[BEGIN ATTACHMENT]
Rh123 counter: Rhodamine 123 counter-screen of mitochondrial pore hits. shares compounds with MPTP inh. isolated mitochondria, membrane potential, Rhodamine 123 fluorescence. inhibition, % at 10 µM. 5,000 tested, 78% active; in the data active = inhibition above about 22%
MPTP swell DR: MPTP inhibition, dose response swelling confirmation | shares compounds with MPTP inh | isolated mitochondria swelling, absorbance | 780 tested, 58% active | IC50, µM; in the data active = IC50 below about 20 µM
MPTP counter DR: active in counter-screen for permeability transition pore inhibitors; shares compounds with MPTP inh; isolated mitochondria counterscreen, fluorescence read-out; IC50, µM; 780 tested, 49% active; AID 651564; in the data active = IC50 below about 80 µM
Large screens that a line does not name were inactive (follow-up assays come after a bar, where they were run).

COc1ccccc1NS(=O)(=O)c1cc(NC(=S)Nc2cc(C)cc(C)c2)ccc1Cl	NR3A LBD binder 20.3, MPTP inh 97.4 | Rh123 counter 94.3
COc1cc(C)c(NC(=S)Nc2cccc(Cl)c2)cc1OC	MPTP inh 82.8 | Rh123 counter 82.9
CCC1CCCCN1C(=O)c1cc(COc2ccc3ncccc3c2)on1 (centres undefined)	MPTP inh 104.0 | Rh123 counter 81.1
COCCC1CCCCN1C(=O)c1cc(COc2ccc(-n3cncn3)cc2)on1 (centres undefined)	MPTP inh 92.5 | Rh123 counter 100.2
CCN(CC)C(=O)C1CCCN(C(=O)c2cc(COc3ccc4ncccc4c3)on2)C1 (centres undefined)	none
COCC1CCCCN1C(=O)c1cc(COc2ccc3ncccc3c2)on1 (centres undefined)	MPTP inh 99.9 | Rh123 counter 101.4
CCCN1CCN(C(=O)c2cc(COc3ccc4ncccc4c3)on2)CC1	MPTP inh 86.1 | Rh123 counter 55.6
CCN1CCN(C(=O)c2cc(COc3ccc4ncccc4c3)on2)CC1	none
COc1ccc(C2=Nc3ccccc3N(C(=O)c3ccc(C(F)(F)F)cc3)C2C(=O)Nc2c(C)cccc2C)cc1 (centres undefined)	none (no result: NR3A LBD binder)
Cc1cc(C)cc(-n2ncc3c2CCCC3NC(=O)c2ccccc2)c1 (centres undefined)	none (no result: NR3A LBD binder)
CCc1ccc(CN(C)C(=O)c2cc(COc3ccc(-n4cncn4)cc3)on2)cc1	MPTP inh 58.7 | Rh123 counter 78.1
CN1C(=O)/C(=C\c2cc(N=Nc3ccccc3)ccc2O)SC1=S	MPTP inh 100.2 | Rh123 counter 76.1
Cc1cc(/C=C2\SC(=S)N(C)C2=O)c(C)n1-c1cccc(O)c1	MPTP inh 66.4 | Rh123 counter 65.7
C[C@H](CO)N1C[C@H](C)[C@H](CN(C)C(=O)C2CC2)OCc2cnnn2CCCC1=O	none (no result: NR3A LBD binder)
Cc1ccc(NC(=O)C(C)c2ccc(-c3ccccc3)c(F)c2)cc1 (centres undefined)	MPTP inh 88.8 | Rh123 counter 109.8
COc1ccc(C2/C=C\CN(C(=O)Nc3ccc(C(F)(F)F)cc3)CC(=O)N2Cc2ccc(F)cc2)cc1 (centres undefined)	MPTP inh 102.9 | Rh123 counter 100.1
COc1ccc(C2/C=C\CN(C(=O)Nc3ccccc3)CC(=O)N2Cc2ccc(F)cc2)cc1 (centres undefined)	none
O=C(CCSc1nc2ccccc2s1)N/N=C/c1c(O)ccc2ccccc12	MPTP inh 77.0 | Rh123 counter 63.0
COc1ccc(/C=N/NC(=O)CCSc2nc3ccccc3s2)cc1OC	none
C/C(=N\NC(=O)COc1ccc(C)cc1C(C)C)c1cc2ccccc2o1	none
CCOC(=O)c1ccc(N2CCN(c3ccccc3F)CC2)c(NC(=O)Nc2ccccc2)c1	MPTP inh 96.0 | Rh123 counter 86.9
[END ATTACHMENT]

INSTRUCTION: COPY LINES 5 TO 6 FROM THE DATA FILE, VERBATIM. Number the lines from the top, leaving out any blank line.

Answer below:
COc1ccccc1NS(=O)(=O)c1cc(NC(=S)Nc2cc(C)cc(C)c2)ccc1Cl	NR3A LBD binder 20.3, MPTP inh 97.4 | Rh123 counter 94.3
COc1cc(C)c(NC(=S)Nc2cccc(Cl)c2)cc1OC	MPTP inh 82.8 | Rh123 counter 82.9